This album, however, is beyond customary, heavily distorted, guitar-driven alternative rock. Corgan draws on his electronic and progressive influences as well. His use of keyboards and electronic effects gives the album an intriguing array of fresh sounds. Eerie sustained keyboards provide an excellent build up in “Violet Rays,” which fruitfully combines his electronic and rock influences.

The structures of his songs reveal the scope of his imagination. There are no strict patterns, and often a song will completely switch gears multiple times. Chord-based guitar rock breaks down into an acoustic respite, only to ascend back to full force on the wings of cosmic keyboards and punchy bass in the nine-minute title track, a strong example of their progressive nature. As usual, Corgan is not afraid to experiment with his music or its form. But his boldness can have its drawbacks: The song ends with a tedious two minute guitar solo, as do many other songs on the album.

Perhaps because of his age, Corgan’s lyrics have lost much of their angst, and surprisingly most of the songs are about love. Even on “The Chimera,” one of the heavier tracks, Corgan sings, “So please need me too/What you need is love, stranger.” He has abandoned much of his pessimistic outlook, but has retained his passion. And that’s just it. Oceania is an album that manages to be inventive because Corgan is still passionate about his art and his band.

Linebacker Keenan Robinson (#1) in the 2011 Holiday Bowl (Daily Texan file photo from December 28, 2011).

Photo Credit: Lawrence Peart | Daily Texan Staff

Keenan Robinson is an aggressive linebacker who can hit hard. He finished this season with 96 tackles, eight of them for a loss, two interceptions and two sacks. A three-year starter at inside linebacker, Robinson redshirted his freshman year and played in 51 games for the Longhorns while making 39 starts.

When the Longhorns struggled in 2010, he became the leader of the defense and led the team with 113 tackles. No other member of the team had more than 90 that season.

He is likely a fourth or fifth round prospect and thrives in a 4-3 defense.

At the combine, Robinson had the sixth-highest amount of reps in the bench press out of 29 linebackers with 27. In addition, he performed well in the vertical jump with a distance of 35.5 inches. His jump was tied with fellow Texas linebacker Emmanuel Acho and West Virginia’s Najee Goode for 11th amongst linebackers.

At 6-foot-3 and 242 pounds, Robinson is quick off the snap and is impressive when chasing down ball-carriers. But, according to his player profile from the Combine, “He struggles when rushing the passer and looks stunned when an offensive lineman gets his hands on him.”

Robinson has the athletic ability to do well in the NFL, but his speed will not help him nearly as much when he plays professionally. NFL teams will look for him to play smarter.

The Eagles and Panthers are potential prospects for Robinson.

After the combine, Robinson tweeted, “Came to the combine...accomplished just about all I wanted to accomplish...now its back to Cali to train for Pro Day... #NoQuestion.”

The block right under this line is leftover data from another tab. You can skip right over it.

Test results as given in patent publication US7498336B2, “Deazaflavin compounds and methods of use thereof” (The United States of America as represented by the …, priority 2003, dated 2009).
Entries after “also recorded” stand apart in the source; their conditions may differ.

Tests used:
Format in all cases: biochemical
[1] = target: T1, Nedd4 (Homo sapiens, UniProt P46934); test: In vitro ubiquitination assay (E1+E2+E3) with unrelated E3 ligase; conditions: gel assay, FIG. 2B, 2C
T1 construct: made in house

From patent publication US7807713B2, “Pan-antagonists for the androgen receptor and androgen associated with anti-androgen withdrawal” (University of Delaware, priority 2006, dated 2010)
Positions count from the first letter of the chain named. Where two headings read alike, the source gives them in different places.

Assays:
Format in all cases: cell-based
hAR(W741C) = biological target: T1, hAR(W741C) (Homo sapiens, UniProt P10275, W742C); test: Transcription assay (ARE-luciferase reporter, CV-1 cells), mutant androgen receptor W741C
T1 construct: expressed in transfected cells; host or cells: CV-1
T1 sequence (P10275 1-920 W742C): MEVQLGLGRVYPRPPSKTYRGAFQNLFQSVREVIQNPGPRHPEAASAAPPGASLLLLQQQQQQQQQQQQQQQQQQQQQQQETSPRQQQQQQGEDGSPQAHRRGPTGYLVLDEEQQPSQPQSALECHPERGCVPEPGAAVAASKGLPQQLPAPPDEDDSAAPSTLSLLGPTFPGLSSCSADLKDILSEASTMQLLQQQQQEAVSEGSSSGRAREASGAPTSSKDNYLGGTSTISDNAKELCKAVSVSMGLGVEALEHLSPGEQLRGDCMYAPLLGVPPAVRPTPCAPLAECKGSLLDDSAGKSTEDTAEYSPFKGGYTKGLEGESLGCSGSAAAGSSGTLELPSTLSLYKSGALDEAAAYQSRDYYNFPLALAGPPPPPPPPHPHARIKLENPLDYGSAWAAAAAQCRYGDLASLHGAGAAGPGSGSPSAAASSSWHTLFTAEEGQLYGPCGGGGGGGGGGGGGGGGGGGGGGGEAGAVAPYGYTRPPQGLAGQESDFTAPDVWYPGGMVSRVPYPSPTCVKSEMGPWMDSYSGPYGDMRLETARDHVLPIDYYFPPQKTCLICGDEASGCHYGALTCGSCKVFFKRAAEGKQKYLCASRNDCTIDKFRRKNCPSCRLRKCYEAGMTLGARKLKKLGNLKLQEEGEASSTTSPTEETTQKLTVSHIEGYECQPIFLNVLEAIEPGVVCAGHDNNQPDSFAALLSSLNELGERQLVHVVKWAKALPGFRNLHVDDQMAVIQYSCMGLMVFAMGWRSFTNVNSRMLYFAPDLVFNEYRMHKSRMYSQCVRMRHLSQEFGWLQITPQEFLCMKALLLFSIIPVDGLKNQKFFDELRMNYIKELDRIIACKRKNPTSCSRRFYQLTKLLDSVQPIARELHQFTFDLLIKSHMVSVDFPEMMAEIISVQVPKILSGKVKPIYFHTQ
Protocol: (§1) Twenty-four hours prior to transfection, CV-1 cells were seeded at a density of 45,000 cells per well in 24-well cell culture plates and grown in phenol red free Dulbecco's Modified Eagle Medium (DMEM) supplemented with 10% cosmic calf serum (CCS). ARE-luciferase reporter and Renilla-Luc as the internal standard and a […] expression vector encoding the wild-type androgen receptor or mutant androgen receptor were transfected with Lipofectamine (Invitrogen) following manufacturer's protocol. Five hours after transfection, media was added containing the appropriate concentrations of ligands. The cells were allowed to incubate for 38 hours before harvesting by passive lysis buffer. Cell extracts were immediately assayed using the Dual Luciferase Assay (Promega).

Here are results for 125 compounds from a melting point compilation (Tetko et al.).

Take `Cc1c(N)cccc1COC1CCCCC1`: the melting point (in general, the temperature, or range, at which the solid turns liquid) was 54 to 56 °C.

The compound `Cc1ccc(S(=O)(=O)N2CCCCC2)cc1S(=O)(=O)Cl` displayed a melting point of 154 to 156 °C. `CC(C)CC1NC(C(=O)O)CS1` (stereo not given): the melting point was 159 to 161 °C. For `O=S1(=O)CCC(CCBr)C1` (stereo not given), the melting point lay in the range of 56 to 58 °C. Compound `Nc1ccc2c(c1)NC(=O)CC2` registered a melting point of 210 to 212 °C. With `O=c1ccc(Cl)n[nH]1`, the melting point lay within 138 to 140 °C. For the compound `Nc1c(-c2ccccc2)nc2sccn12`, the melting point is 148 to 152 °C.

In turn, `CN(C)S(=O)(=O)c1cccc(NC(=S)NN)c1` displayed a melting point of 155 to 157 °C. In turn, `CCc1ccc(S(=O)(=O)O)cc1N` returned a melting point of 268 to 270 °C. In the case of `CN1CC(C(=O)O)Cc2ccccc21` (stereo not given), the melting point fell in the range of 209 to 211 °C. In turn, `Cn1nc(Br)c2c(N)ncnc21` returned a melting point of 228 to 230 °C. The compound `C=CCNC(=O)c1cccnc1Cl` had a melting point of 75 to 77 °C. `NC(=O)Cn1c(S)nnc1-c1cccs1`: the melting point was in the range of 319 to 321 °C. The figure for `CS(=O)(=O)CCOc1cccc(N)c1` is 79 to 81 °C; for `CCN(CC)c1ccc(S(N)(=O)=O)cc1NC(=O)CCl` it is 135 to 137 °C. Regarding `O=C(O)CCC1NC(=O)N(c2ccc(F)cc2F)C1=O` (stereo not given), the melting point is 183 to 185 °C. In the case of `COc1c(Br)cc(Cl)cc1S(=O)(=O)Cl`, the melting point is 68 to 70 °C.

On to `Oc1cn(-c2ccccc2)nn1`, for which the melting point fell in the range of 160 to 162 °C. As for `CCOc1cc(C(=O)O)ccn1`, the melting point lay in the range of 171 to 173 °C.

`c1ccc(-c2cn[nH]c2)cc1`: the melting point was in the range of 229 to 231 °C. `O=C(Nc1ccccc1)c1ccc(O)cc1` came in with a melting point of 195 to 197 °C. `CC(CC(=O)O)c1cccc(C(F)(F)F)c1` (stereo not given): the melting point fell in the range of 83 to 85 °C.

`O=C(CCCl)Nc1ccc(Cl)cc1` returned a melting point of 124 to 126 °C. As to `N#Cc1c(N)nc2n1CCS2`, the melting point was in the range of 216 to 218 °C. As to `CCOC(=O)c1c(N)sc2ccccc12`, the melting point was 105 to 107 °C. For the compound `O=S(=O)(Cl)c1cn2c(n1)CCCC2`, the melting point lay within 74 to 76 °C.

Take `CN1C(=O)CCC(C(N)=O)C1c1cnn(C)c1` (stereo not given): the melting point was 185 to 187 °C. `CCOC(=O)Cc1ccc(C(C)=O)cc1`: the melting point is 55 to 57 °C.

Printed on Tuesday, February 28, 2012 as: Robinson's athleticism helping his draft stock, combine performance

Xi Jinping | China’s Vice President

Photo Credit: The Associated Press

DES MOINES, Iowa — The last time China’s soon-to-be leader visited Iowa, he slept in a bedroom with green shag carpeting and Star Trek character cutouts on the walls. He ate eggs with a spoon because his host forgot the chopsticks.

But apparently Xi Jinping remembered the 1985 stay fondly because he insisted on returning this week to Muscatine, a small farming community he toured to learn about crop and livestock practices.

Back then, he was a young Communist Party leader seeking ideas to help his agriculture-rich region of northern China. Now the nation’s vice president, he made certain to add Muscatine to his jam-packed itinerary so he could reunite with the same Americans who showed him around the region’s hog and cattle operations and its abundant corn and soybean fields.

“I’m flabbergasted that he would take time out of his busy schedule and come back to Muscatine,” said Eleanor Dvorchak, whose family hosted him for two nights.

Although Dvorchak and her husband have since moved to Florida, they planned to return Wednesday for Xi’s hour-long visit, and several other local farmers and residents he encountered will be there, too.

Some local officials were encouraged that specifically Iowa agriculture was to play such a prominent part in a trip by the future leader of the world’s most populous country.

“It sends a signal that the new leader is not a stranger to the U.S. and that he has experience and familiarity with America by reaching right into the heartland,” said David Shorr, a foreign-policy specialist at the Stanley Foundation.

Xi is expected to ascend to the nation’s highest office next year and could lead China over the next decade. His schedule called for him to meet with President Barack Obama on Tuesday in Washington before flying to Iowa.

China has become an increasingly important trading partner for the United States. It purchased $20 billion in U.S. agriculture exports last year, making it the top buyer of farm goods.

In 1985, Xi stayed with the Dvorchaks, their 15-year-old daughter, and their dog in a four-bedroom ranch home. The Star Trek-themed room had been left unchanged after the couple’s sons went to college.